New York Times reporters Dexter Filkins and John Burns seem to have some of the same questions I had after seeing the photograph of Zarqawi and hearing that the house where he had died was hit by two 500-pound bombs:
On Saturday morning, the bodies were gone, including the body of a girl. The rubble had been picked over for the most useful bits of intelligence. Even the crater [originally 40 feet wide and deep] had been mostly bulldozed and filled in.
Along with the scraps, it was mostly questions that remained.
Chief among them was how Mr. Zarqawi, the terrorist leader killed Wednesday in the airstrike, could have survived for even a few minutes after the attack, as American officers say he did, when everything else around him was obliterated. Concrete blocks, walls, a fence, tin cans, palm trees, a washing machine: everything at the Hibhib scene was shredded or blown to pieces.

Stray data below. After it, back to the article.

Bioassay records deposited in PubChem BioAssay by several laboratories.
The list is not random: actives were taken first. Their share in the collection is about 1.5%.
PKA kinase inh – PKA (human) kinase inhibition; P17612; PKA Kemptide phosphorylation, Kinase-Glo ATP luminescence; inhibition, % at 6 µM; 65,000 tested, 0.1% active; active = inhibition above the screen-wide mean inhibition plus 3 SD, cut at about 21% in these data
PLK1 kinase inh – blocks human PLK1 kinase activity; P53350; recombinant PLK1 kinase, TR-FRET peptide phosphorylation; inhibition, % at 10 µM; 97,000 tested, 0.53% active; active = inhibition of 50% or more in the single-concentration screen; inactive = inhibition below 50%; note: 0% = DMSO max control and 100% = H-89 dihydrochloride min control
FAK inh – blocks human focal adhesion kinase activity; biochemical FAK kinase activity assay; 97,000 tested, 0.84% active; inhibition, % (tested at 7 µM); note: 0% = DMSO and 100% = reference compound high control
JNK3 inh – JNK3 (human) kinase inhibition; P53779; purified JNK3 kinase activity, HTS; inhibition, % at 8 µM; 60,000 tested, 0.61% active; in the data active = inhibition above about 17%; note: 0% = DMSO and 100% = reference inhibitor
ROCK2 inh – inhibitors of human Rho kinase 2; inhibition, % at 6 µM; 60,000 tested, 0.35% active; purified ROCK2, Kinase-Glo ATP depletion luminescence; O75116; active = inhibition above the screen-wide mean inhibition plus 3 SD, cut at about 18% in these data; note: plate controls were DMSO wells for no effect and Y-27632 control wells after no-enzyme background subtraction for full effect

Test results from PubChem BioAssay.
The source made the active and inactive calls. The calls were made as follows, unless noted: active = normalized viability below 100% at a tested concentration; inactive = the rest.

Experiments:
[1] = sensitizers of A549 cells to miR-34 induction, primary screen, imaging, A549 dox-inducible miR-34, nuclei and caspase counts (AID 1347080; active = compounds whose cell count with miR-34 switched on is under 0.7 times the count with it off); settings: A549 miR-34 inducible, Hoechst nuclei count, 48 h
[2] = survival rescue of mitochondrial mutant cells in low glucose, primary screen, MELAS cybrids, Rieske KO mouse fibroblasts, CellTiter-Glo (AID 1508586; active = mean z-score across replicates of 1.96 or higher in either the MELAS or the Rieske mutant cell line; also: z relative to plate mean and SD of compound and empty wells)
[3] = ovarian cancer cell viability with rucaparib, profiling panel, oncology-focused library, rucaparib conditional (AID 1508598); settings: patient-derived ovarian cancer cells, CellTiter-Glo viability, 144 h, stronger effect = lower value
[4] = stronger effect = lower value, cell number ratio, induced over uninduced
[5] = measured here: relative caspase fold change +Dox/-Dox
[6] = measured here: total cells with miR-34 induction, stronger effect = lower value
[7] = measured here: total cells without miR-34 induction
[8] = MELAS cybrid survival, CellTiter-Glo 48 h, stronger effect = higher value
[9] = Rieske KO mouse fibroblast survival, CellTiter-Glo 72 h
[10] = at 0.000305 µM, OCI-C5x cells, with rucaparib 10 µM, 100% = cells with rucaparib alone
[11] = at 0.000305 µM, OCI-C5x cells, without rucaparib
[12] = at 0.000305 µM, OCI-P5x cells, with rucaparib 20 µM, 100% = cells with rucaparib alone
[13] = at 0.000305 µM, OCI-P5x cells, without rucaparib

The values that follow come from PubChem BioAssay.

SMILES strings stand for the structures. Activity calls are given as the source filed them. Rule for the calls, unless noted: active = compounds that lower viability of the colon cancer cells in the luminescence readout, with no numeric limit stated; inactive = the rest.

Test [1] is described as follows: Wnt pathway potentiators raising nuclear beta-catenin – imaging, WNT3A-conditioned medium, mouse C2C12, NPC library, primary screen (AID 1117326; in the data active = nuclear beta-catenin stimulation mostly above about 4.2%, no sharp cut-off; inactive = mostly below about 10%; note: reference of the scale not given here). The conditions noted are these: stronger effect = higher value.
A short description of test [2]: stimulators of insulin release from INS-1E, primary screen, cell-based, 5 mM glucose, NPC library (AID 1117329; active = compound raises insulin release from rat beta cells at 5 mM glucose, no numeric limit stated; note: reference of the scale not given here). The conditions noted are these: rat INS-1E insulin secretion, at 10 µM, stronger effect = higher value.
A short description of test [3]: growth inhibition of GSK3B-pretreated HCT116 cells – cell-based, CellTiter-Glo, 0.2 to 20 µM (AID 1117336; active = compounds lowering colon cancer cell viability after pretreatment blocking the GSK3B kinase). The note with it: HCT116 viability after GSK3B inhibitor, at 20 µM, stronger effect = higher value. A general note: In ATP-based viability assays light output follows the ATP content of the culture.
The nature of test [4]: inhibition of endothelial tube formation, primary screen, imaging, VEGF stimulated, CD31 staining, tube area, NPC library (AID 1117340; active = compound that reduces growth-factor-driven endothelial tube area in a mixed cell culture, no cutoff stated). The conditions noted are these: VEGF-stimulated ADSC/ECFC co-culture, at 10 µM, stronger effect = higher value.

It seemed puzzling, too, given the destruction and the condition of the other bodies, how Mr. Zarqawi's head and upper body--shown on televisions across the world--could have remained largely intact.
This, it seems to me, is more a matter of curiosity than something that possesses great significance, but it will be interesting to see what additional information is forthcoming, particularly after the autopsy has been completed.